Tuesday 6 January 2009

Motions to Recommit

Rules changes in the House of Representatives are likely to be hotly contested today. One of the most controversial is in the bill H.Res. 5 Section 2 (g) - Instructions in the Motion to Recommit.

There are three variants of the motion to recommit.

The first is a "straight" motion which would have the effect of sending the bill back to committee. Currently such a motion is not debated, but a vote is taken.

The second is a recommital motion which has instructions to the committee, which is to be considered "forthwith". The practice is that, if the motion is passed, the Committee chair must report the bill back to the House immediately, without the bill leaving the Chamber, but including any amendment given by the instructions.

The third type has instructions, but no requirement to report back "forthwith". The motion may include the term 'promptly', but this has no effect.

Where instructions are given, the motion to recommit can be debated for up to 10 minutes.

These motions are procedural devices which give opponents of a measure another chance to attack the bill. Cleverly used, they can be used by the minority party to create an embarrassing dilemma for majority members who favour a specific amendment, but back the bill generally. A motion to recommit without 'forthwith' instructions forces the majority member either to vote for - which could have the practical effect of killing the bill (As John Boehner said in 2003 - "For those of you who are not familiar with the nuance, that means the bill is dead forever") or voting against - which puts into the public record that the member has voted against a policy he (or his constituents) strongly support. At election time this allows an opponent to run ads suggesting the member opposes something, when in fact they didn't want to kill the whole bill.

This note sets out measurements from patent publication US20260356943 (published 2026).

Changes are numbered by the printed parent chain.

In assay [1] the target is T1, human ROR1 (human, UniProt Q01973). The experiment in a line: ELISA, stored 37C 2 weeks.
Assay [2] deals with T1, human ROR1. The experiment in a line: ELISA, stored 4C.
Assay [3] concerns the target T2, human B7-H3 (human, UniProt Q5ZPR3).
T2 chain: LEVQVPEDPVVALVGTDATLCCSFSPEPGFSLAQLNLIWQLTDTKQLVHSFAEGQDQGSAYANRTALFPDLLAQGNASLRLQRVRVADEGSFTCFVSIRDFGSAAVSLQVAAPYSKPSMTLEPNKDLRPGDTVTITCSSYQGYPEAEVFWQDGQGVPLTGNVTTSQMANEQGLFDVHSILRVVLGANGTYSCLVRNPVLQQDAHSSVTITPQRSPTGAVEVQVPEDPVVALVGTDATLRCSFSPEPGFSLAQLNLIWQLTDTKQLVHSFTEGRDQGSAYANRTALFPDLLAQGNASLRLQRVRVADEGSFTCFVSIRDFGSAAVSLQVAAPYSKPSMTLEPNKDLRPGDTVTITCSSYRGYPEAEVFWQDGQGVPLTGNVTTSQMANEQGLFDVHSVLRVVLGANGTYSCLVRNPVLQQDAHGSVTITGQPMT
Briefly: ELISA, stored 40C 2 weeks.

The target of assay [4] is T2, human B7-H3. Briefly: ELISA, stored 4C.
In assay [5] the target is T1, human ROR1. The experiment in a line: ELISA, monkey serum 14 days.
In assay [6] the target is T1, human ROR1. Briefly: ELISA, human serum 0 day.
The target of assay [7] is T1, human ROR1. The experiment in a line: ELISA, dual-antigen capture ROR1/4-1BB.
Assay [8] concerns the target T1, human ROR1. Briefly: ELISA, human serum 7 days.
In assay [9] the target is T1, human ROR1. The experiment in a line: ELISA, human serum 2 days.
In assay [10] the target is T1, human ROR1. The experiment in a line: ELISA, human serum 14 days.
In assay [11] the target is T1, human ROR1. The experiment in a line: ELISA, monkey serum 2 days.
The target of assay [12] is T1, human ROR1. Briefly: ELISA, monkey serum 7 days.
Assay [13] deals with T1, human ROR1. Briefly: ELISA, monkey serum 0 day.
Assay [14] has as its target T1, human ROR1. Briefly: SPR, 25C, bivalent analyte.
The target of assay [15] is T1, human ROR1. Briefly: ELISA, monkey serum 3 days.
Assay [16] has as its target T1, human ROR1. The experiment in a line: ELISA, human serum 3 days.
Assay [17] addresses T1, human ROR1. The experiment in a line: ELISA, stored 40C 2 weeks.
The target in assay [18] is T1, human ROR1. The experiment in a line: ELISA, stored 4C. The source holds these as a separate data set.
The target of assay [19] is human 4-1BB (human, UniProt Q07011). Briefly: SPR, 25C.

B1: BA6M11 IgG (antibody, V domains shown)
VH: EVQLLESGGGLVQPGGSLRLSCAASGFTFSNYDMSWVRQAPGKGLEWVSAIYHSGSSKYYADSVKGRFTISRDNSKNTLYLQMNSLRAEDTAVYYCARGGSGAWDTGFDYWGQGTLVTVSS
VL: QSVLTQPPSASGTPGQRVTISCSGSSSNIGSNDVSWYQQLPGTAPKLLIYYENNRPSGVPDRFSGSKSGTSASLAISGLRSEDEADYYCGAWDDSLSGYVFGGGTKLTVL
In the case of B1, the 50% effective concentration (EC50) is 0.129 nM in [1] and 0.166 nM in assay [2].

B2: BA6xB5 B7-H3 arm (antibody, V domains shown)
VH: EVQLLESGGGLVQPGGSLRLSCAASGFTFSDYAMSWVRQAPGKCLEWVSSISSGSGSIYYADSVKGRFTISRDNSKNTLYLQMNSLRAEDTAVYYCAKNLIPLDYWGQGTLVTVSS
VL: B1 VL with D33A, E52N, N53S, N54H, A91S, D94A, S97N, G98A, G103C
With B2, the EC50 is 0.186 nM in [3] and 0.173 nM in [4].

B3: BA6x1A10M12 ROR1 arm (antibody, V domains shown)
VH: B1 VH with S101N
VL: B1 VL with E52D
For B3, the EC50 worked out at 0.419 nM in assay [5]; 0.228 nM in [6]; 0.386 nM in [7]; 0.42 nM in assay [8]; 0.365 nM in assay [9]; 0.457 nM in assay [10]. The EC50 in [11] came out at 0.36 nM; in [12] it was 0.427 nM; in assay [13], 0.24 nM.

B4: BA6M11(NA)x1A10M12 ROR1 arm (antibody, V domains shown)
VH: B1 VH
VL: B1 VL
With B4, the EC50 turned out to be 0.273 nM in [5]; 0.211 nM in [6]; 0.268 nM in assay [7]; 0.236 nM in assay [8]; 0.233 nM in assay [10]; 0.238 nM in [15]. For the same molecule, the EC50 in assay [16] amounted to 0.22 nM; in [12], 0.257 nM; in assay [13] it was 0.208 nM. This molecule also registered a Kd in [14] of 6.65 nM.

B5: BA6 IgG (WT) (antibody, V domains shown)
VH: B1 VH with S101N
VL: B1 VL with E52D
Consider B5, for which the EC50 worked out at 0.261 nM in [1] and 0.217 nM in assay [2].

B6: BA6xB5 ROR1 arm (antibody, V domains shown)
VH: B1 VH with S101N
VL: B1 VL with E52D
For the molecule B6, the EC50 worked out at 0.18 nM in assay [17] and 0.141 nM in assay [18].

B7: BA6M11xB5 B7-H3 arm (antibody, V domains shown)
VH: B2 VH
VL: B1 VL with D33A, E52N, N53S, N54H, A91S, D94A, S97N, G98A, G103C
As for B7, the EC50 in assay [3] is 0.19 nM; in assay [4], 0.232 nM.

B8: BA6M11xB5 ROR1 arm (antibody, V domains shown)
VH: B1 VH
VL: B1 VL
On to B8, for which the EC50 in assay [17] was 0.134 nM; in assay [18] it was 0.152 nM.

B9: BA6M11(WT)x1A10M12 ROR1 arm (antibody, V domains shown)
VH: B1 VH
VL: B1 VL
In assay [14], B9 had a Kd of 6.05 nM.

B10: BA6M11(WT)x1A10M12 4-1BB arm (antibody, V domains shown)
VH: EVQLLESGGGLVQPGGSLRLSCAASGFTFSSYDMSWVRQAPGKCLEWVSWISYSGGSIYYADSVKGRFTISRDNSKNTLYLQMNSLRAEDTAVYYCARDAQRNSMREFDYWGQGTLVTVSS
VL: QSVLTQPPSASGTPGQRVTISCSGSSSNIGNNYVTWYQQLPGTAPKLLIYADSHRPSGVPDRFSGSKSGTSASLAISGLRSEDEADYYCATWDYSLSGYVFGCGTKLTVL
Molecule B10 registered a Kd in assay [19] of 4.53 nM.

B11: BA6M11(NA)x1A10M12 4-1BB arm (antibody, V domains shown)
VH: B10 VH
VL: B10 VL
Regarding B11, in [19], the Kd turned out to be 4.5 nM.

In the last Congress the use of recommittal motions skyrocked. in the 106th Congress they were used on only 27% of occasions - and the average from 1989-2008 is 46%. In the 110th Congress they were used 78% of the time. 'Non forthwith' variants were used on 47 occasions - (there have only been 121 uses in the 10 Congresses after 1989!

The proposed change would disallow 'Non forthwith' motions which included instructions to the committee. The minority could still put down straight recommital motions (which could kill the bill, but does not limit the committees freedom of action) or 'forthwith' instructions. Debate would be allowed for all motions. (Currently straight motions are not debatable).

There is an excellent CRS paper at http://fas.org/sgp/crs/misc/RL34757.pdf by Megan S Lynch. Details of the rule changes proposed are available at http://www.rules.house.gov/bills_details.aspx?NewsID=4116